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The Montana Department Health and Human Services has opened its comment period on a proposal that would force every single school in the state to test annually for lead in the water from every drinking fountain and faucet in schools. Fixtures that produced water samples over a certain limit would have to be replaced immediately, and those with samples close to the limit would have to be replaced within six months.

So, we'll take the state agency up on its invitation to comment.

In short, we believe the proposal is an unfunded mandate on local school districts large and small.

Make no mistake, we're not denying the science behind the dangers of lead and its affect on children. The eradication of lead-based paint is a testament to the health risks posed by the substance, its widespread understanding of the problem and an adoption of a solution.

Twenty-four states have laws or programs that require testing of tap water in schools for lead, according to a report from Harvard University and the University of California released earlier this year. However, according to Governing magazine, the states vary significantly on whether the testing is mandatory or voluntary, whether schools or another agency does the testing and who pays for the testing and any remediation. No amount of lead is considered safe for humans to consume, and growing children are especially vulnerable to the effects of lead poisoning. Yet federal agencies have set various limits on this contaminant.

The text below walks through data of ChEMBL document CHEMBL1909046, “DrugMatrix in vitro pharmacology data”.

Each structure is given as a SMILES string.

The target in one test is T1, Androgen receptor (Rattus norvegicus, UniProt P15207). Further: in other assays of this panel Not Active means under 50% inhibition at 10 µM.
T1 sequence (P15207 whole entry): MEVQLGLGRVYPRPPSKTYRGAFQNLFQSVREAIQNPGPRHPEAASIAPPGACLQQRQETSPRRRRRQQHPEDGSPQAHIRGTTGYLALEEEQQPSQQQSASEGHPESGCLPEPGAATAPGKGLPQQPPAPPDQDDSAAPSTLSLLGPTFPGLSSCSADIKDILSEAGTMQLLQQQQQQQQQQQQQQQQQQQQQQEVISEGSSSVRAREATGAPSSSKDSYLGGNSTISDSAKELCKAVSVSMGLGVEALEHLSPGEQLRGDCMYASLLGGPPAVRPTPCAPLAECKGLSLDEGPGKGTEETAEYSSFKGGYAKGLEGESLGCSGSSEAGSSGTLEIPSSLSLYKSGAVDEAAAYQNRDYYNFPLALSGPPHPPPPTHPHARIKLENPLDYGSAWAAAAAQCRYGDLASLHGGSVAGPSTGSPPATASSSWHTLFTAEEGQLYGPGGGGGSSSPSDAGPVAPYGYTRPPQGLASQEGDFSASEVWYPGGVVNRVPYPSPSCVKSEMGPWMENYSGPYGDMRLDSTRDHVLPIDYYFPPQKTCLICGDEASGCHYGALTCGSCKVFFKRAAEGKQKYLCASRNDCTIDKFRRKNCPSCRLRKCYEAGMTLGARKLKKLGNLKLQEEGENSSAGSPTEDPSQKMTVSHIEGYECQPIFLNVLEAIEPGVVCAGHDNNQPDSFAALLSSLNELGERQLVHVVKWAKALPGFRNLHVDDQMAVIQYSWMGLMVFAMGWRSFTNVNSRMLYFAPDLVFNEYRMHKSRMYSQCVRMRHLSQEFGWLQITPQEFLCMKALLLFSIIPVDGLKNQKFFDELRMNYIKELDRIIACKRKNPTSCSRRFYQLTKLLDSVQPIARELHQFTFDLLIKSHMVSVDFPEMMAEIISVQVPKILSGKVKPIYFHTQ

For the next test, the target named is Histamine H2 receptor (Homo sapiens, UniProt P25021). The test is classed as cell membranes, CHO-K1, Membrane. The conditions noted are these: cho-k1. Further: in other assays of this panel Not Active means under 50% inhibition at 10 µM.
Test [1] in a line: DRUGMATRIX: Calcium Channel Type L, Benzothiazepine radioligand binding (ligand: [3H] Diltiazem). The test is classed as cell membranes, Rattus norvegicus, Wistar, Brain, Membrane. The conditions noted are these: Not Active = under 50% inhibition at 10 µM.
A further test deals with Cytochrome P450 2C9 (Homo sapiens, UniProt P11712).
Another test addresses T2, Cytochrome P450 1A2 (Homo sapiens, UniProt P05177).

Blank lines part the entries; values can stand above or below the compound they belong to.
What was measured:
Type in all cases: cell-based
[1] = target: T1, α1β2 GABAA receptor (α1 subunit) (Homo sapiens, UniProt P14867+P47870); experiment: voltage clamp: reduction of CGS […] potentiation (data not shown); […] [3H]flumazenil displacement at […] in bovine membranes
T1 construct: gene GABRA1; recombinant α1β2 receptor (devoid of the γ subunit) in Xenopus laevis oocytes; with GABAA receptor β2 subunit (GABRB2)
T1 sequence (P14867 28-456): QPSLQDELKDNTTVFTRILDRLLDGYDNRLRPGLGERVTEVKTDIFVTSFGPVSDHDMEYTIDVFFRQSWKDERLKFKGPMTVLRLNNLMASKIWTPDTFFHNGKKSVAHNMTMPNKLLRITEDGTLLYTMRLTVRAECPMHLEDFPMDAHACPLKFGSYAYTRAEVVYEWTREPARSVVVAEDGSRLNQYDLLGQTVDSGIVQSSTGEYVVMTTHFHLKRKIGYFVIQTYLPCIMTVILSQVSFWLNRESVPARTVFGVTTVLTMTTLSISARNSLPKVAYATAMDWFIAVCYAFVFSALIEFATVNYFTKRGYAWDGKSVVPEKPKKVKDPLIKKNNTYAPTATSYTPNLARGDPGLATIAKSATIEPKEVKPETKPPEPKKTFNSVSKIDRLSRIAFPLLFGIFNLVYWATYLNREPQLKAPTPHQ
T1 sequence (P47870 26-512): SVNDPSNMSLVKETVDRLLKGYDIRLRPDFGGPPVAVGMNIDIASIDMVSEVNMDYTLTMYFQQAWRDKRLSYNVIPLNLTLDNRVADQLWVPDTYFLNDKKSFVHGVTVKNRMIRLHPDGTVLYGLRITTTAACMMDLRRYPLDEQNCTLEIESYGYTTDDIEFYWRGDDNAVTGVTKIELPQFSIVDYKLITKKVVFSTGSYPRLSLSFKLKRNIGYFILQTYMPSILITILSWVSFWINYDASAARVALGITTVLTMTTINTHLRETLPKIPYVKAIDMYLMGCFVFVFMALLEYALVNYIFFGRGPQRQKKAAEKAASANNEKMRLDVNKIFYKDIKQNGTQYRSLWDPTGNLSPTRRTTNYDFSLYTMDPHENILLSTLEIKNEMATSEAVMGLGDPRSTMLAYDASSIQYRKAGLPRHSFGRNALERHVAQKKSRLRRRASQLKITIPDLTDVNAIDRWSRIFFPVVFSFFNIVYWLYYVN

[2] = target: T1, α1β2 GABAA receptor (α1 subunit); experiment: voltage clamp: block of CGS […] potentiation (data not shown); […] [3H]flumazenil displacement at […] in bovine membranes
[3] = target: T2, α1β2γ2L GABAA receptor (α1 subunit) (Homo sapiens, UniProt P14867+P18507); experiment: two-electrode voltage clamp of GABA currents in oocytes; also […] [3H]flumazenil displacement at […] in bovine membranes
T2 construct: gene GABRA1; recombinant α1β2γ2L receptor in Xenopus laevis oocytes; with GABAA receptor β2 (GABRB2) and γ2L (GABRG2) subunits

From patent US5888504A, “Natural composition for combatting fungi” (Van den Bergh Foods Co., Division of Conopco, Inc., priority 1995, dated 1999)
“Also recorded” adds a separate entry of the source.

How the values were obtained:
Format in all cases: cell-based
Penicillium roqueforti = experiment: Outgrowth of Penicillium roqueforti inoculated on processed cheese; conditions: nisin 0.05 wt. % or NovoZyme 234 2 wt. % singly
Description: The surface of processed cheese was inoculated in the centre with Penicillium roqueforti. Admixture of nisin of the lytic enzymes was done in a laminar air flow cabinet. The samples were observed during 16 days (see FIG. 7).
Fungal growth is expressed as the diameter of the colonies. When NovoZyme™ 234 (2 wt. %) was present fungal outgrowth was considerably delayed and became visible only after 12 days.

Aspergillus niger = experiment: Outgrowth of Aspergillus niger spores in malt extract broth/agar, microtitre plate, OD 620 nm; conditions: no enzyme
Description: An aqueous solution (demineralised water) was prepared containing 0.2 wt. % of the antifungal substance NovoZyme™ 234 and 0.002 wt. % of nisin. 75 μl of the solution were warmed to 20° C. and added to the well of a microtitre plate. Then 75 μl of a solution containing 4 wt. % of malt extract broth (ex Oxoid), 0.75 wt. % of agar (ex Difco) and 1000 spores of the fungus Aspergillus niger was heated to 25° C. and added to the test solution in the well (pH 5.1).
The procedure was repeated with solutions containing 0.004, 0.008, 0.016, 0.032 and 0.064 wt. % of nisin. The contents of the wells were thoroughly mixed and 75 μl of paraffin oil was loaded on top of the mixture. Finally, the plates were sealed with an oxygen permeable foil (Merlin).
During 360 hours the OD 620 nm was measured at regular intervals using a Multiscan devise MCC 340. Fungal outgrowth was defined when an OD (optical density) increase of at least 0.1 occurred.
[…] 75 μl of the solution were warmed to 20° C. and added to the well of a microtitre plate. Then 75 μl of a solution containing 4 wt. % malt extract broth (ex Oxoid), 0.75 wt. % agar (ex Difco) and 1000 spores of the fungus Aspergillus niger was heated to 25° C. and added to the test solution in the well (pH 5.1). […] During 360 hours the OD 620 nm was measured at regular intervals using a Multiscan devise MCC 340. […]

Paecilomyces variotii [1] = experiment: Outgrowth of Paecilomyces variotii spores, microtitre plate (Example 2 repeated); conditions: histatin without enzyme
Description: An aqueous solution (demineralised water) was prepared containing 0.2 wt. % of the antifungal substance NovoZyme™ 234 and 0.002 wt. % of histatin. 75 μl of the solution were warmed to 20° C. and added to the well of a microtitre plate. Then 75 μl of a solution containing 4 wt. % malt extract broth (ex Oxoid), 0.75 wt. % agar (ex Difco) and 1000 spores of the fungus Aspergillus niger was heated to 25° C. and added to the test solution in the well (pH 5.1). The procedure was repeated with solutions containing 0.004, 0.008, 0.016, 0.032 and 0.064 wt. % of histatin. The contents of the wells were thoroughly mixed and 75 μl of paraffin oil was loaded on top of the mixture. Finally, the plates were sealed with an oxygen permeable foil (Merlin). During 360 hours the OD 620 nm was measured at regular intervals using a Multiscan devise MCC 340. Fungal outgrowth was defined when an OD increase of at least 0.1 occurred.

While scientists work to determine more precise safety standards and researchers look at how various state approaches are working, Montana must act to protect our school children, too. But our state should not overburden schools will rules that don't clearly benefit students. The present rules proposed by DPHHS would require schools to do extensive testing, but provide no resources for those requirements.

It should also tell you something when Superintendent of Public Instruction Elsie Arntzen and teachers union president Eric Feaver both sign a letter objecting to it. Those are two people who are almost inevitably on different sides of any debate. If they both agree the proposed policies are troubling, then it's time to re-examine it.

The problem is that individual school districts are ill equipped to set up their own testing and monitoring. 

As reported in The Gazette by Matt Hoffman, this proposed DPHHS rule includes many other items: There are new indoor and outdoor air quality requirements, rules about chemical storage and lab safety, requirements about building inspections, playground inspections, breast feeding facilities, and pest control plans. The Office of Public Instruction didn't even see the specific proposals until late June, according to Arntzen.

We understand the department of health's mission and purpose is to safeguard and advocate for the citizens, especially vulnerable ones like children and youth. But DPHHS hasn't provided sufficient time and opportunity for schools or the public to have input on these proposed rules. The comment period ended July 19; it should be extended with the understanding that voluntary standards, identifying a funding source and more public information would be the best first steps.

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